You will be fine with air-cooling here. In fact, the retail Intel Core i5-12400 comes with an Intel air-cooler. The fact that you don’t even need to purchase one, is again a cost savings overall. Is it the best cooler? Probably not, and surely for just a little bit you can get a better one, but it’s still nice to know you don’t have to buy one just to get the computer going. In fact, the Intel thermal solution should be fine for office PCs.

Final Points

The 6 Core/12 Thread core count is the perfect balance for mainstream computer usage, office workloads, and gaming. Most games still do not properly utilize high-core counts on CPUs, like 8, 12, or 16. With 12 threads available to gaming, it’s the perfect balance in terms of thread count. The Intel Core i5-12400 is sitting pretty at a sweet spot pricing of $192-199, with 6 Cores/12 Threads, a tolerable TDP, and integrated graphics. It really is a complete package.

In our review today we found that the Intel Core i5-12400 is an efficient CPU, and also a great value, in the true sense of the word. For the money spent, it offers more over the competition. The competition is simply more expensive. Even at its best and closest competition, which is the AMD Ryzen 5 5600G, the 5600G is more expensive, and cannot compete on performance with the Intel Core i5-12400. The Intel Core i5-12400 is faster in multi-threading, single-thread, and gaming performance. The 5600G seems to tank pretty harshly in gaming performance at lower resolutions. Quite simply, you get more out of the Intel Core i4-12400, for less money. It has the chops to compete with the full-fledge Ryzen 5 5600X, a CPU that is at least $30-$60 more expensive.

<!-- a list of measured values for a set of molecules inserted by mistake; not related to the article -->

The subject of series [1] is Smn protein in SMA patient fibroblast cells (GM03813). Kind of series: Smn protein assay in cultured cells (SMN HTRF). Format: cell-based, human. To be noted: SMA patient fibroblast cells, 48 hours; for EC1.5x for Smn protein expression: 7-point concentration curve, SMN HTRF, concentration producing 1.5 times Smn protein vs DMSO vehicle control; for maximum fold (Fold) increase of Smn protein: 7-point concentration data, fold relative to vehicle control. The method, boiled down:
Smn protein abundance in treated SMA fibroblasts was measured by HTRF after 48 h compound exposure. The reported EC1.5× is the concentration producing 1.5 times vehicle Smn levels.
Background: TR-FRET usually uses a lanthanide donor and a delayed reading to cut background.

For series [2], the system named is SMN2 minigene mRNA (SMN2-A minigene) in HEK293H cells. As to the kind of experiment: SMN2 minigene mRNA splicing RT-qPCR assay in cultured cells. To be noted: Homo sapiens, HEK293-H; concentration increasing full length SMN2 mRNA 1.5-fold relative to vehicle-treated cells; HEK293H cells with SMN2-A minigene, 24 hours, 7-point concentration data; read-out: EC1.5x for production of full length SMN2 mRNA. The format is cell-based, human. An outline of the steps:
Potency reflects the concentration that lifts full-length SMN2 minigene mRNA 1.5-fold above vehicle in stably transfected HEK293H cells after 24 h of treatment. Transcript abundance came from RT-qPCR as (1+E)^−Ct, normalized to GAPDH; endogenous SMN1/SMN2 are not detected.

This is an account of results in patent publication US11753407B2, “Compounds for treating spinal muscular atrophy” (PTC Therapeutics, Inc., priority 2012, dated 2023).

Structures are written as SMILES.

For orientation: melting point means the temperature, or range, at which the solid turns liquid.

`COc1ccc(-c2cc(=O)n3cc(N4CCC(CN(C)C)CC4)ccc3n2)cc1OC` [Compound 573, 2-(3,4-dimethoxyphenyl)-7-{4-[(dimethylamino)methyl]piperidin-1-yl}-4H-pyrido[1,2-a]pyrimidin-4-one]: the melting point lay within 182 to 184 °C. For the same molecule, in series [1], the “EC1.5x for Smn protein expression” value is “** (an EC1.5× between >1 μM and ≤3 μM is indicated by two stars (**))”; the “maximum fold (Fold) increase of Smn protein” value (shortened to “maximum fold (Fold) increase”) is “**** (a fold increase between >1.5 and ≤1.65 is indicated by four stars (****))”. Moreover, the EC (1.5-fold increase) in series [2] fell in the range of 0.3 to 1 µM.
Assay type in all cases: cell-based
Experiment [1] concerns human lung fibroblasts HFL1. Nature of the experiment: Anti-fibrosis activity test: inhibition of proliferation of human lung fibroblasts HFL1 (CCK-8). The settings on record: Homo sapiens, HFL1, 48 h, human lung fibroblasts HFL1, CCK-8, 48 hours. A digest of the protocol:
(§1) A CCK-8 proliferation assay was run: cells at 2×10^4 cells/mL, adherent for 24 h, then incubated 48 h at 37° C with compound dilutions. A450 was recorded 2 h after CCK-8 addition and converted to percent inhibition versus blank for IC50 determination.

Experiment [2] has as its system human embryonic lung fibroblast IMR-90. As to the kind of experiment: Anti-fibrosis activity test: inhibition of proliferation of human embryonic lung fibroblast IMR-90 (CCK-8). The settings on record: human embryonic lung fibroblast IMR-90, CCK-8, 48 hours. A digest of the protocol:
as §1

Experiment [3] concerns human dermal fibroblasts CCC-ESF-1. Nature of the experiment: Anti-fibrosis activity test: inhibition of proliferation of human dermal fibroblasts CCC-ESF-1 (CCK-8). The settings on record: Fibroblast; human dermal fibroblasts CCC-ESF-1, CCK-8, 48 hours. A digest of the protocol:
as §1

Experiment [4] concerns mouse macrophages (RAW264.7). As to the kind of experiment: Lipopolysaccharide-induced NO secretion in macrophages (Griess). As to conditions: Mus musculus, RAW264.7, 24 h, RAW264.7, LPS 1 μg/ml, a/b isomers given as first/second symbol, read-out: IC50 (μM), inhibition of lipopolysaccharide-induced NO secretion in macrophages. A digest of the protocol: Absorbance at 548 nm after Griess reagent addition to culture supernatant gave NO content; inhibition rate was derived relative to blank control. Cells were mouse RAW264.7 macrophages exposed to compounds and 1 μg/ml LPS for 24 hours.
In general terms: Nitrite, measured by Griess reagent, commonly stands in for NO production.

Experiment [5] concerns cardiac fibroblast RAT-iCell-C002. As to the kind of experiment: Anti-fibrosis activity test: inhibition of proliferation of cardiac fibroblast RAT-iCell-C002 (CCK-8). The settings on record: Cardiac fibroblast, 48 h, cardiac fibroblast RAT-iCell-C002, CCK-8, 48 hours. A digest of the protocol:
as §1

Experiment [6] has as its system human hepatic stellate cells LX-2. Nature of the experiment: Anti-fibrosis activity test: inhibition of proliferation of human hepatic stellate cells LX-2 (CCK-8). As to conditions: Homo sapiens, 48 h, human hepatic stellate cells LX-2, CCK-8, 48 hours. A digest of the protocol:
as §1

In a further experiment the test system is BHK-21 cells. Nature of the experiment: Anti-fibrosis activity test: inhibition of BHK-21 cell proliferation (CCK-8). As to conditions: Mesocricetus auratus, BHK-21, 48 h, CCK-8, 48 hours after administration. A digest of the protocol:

in stock
58 new from $149.99
1 used from $220.53
as of April 22, 2024 2:04 am

AMD better watch out, because Intel has something here with the Intel Core i5-12400, and other flavors around this series. The 12400F, for example, is even cheaper if you don’t need integrated graphics, and that really separates it even more from the 5600G price to performance. This is the kind of value we wish AMD would have offered, but it hasn’t, so leave it up to Intel to finally give us what we want. If you are building a price-conscious computer today, and need a powerful CPU that doesn’t compromise, give the Intel Core i5-12400 a look.


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Brent Justice
Former managing editor of GPUs at HardOCP for 18 years, Brent Justice has been reviewing computer components since the late 90s, educated in the art and method of the computer hardware review, he brings experience, knowledge, and hands-on testing with a gamer-oriented and hardware enthusiast perspective. You can follow him on Twitter - @Brent_Justice You can sub to his YouTube channel - Justice Gaming You can check out his computer builds on KIT - @BrentJustice